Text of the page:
For companies like Verizon, McGraw-Hill, and TD Bank Group, social isn’t just for inbound marketing or customer service. It’s also helping them accomplish amazing things as an enterprise — and more companies are joining their ranks. At Walgreens, social communities help employees collaborate on big issues, explain certain operations, and refine their customer service.
But it takes a lot to run these internal social communities, and that’s where Walgreens Online Community Manager Chris Catania and his team steps in. In his presentation at SocialMedia.org‘s BlogWell conference in New York, Catania explains Walgreens’ internal social program and explores how it’s connecting employees to each other and the company.
Here are some big takeaways from his presentation:
- Strive for proactive, not reactive, community management: Catania says the company planned ahead by listening to what employees wanted from internal social communities. Then, it created a social playbook, rolled out a pilot group to test it, and continued to refine their strategy.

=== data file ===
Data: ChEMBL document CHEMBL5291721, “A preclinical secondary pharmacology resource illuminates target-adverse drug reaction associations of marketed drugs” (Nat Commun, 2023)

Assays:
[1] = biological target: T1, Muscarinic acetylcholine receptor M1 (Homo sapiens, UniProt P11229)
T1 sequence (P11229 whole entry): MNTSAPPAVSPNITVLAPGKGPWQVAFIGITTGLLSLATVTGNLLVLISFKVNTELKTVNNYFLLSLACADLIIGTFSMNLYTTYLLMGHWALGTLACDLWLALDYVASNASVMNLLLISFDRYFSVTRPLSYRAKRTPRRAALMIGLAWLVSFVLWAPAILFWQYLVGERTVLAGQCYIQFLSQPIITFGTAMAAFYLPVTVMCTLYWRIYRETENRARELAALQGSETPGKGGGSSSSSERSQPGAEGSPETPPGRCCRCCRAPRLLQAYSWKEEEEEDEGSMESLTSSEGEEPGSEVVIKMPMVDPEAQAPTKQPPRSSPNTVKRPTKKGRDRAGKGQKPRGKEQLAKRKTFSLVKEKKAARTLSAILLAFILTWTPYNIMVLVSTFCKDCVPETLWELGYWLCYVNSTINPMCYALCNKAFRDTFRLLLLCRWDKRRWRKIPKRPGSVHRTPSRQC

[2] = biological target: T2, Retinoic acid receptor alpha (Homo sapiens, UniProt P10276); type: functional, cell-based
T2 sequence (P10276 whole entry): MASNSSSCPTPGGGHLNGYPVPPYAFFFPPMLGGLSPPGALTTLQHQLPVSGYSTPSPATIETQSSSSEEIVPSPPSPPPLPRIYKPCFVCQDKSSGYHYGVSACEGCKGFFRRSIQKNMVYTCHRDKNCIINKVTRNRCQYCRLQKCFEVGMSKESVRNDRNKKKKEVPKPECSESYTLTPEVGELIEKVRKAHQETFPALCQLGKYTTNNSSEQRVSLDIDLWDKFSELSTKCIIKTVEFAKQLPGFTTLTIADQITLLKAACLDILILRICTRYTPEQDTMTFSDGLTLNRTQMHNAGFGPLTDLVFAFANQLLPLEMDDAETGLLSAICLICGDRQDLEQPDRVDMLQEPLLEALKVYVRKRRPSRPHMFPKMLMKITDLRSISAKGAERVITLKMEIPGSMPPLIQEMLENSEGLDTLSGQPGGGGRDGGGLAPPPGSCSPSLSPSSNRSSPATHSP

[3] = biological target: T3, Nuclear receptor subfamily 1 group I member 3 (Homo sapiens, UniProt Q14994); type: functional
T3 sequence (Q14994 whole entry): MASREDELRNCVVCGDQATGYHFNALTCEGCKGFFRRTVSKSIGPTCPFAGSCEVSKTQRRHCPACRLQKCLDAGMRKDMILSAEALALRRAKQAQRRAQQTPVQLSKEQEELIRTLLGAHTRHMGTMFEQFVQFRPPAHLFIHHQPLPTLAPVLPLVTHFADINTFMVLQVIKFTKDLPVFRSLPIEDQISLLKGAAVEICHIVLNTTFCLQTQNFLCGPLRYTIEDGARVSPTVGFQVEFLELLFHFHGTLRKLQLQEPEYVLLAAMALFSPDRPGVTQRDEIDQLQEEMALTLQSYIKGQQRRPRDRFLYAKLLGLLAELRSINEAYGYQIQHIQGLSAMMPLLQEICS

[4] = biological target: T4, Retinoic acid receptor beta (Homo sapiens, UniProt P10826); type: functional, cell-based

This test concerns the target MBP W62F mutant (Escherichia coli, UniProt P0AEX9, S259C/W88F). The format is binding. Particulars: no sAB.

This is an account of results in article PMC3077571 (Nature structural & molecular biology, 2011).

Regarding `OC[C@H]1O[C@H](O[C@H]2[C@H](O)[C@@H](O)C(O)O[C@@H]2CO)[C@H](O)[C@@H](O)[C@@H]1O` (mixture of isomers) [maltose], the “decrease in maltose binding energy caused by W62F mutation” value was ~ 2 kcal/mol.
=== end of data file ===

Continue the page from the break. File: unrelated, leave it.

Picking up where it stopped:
- Remember the 90-9-1 rule: Catania based the company’s community management on the idea that 1% of users create content, 9% contribute feedback, and 90% just watch. Walgreens’ community strategy is to move more employees from the 90% category to becoming a contributor.
- It’s hard for everyone to see the big picture: To help make the business case for an internal social program, Catania suggests telling the compelling stories behind it and connecting those to company goals. For example, a finance team member was able to solve a problem that would usually take a week to fix in just two days with the help of the community. Success stories like these help Catania explain why these communities are important.
If you like this presentation, see more great social media case studies like it live at SocialMedia.org’s BlogWell conference August 6 in the Bay Area.